John Knefel brought this insane legislative item to our attention last week and yesterday’s New York Times gives us some background into the decision behind Utah’s bill that would send a woman to prison if someone (who, I’m wondering?) suspects her miscarriage was intentional.
Last May in a small town in eastern Utah, a 17-year-old girl, seven months pregnant, paid a man she had just met $150 to beat her up in hopes of inducing a miscarriage that would resolve her crisis. He obliged, taking her to a basement and kicking her repeatedly in the stomach.
The fetus survived the assault and was born in August. The attacker went to jail. And the girl, whose name was never released because she was under age, became the center of a legal debate — and the piece of legislation now awaiting the governor’s signature or veto. The bill would formally criminalize what she did, that is, to seek an illegal abortion.
The fact that the Utah legislature could hear this sad story of a teenager so desperate she had someone beat her and think, “Hmm, that girl needs some more punishment,” makes me lose faith in humanity. Not only do they want to give the terrified 17-year-old another (metaphorical) beating, they want to make sure this completely isolated incident never happens again. In addition to that scenario being highly unlikely, the bill threatens all women of child-bearing age lest they do something that is not in their potential unborn child’s interest. Why not preemptively jail any female as soon as she starts menstruating?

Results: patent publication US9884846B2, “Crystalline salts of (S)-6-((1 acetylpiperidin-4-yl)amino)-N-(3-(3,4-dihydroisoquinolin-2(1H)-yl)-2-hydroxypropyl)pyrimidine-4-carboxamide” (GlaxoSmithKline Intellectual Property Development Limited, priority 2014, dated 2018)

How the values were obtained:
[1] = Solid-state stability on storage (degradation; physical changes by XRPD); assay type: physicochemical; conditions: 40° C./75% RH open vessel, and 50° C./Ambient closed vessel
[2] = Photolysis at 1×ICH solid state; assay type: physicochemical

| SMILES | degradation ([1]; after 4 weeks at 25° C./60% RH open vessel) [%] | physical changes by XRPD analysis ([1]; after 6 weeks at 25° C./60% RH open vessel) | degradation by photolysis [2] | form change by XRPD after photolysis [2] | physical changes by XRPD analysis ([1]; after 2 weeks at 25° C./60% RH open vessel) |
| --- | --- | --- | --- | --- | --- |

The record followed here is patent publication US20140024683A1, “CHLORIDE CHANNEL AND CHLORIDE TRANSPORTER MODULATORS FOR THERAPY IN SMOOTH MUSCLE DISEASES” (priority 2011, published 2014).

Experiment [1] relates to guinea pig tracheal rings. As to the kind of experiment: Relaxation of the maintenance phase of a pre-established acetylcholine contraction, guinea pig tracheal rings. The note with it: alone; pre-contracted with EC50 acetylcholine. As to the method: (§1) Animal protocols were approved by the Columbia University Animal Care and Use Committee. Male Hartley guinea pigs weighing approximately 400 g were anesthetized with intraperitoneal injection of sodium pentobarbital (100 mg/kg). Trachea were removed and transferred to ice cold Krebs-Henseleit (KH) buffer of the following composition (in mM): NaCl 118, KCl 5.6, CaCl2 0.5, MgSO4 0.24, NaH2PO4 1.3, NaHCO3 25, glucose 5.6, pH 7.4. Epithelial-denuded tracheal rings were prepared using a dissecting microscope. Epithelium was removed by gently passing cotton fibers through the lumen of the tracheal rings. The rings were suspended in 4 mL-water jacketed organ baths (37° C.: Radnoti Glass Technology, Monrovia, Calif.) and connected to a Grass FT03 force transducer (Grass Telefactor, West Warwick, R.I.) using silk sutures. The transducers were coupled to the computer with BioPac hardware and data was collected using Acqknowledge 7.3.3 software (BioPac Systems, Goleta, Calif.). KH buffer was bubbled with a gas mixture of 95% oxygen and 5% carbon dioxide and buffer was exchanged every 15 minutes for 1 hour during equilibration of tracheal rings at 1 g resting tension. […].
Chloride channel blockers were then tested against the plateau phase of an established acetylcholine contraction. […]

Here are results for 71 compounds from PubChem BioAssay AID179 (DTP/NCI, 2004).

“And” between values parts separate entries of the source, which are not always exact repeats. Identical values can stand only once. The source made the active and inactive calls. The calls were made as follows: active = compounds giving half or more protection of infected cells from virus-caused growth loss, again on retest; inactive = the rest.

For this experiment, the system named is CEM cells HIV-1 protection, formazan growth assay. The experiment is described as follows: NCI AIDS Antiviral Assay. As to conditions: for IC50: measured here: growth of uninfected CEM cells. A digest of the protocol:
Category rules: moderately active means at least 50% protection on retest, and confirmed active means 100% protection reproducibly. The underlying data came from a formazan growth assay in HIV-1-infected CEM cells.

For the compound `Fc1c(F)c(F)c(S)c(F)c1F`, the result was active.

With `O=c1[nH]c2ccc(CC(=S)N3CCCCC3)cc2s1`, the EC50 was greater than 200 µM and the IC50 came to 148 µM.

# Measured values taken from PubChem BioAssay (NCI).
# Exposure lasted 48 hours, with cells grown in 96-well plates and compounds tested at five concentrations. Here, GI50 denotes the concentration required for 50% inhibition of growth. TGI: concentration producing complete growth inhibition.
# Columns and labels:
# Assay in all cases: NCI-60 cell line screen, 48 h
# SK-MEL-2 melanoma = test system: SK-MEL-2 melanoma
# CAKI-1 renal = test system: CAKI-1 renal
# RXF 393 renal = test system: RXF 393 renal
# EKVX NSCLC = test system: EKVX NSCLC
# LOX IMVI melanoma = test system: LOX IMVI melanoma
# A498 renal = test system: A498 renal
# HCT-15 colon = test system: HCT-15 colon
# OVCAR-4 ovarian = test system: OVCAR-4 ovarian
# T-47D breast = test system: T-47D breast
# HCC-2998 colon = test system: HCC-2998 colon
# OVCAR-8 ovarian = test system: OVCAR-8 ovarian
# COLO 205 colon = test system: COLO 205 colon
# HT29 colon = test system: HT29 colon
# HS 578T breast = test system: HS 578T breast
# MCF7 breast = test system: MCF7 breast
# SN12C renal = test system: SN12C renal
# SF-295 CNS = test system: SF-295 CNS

It’s clear the majority were swayed by a reading of a letter from the baby’s adoptive mother.
“When Representative Wimmer read the letter, about the little girl playing with bubbles in the bathtub and learning to crawl and so full of life, you could have heard a pin drop,” said Laura Bunker, director of United Families Utah, a group that worked on behalf of the bill. “And all of a sudden people realized that there was a victim here, and the victim was alive and had a future.”
But not much of a future since she was born female, and lives in Utah.
Lynn M. Paltrow, the executive director of National Advocates for Pregnant Women, a nonprofit group based in New York, said the focus on the child obscured the bleak story of the teenager, who also deserves, she said, empathy from the world, and the law.
“Almost nobody is speaking for her,” Ms. Paltrow said. “Why would a young woman get to a point of such desperation that she would invite violence against herself? Anybody that desperate is not going to be deterred by this statute.”
Let’s hope Gov. Gary Herbert considers how threatening a woman with prison, or an intrusive investigation, after the pain of a miscarriage would go over with the women in his family before he signs this bill into law.